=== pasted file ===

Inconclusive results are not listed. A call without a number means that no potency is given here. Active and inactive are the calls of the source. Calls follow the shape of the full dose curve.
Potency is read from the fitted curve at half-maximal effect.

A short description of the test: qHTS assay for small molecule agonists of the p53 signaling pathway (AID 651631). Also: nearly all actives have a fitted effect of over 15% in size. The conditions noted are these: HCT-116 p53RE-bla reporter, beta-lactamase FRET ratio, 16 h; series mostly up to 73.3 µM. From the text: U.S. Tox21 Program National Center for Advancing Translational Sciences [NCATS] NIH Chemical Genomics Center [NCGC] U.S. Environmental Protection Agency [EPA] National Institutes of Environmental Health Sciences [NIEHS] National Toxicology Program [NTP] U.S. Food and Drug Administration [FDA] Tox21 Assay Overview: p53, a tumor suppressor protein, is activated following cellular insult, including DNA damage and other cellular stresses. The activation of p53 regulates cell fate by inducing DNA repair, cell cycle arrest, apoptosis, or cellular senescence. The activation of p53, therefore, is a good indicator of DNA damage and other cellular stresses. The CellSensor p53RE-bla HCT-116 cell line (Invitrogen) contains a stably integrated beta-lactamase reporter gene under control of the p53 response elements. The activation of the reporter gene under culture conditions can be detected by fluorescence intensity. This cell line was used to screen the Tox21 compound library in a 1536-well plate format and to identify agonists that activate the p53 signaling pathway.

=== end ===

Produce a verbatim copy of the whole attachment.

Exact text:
Inconclusive results are not listed. A call without a number means that no potency is given here. Active and inactive are the calls of the source. Calls follow the shape of the full dose curve.
Potency is read from the fitted curve at half-maximal effect.

A short description of the test: qHTS assay for small molecule agonists of the p53 signaling pathway (AID 651631). Also: nearly all actives have a fitted effect of over 15% in size. The conditions noted are these: HCT-116 p53RE-bla reporter, beta-lactamase FRET ratio, 16 h; series mostly up to 73.3 µM. From the text: U.S. Tox21 Program National Center for Advancing Translational Sciences [NCATS] NIH Chemical Genomics Center [NCGC] U.S. Environmental Protection Agency [EPA] National Institutes of Environmental Health Sciences [NIEHS] National Toxicology Program [NTP] U.S. Food and Drug Administration [FDA] Tox21 Assay Overview: p53, a tumor suppressor protein, is activated following cellular insult, including DNA damage and other cellular stresses. The activation of p53 regulates cell fate by inducing DNA repair, cell cycle arrest, apoptosis, or cellular senescence. The activation of p53, therefore, is a good indicator of DNA damage and other cellular stresses. The CellSensor p53RE-bla HCT-116 cell line (Invitrogen) contains a stably integrated beta-lactamase reporter gene under control of the p53 response elements. The activation of the reporter gene under culture conditions can be detected by fluorescence intensity. This cell line was used to screen the Tox21 compound library in a 1536-well plate format and to identify agonists that activate the p53 signaling pathway.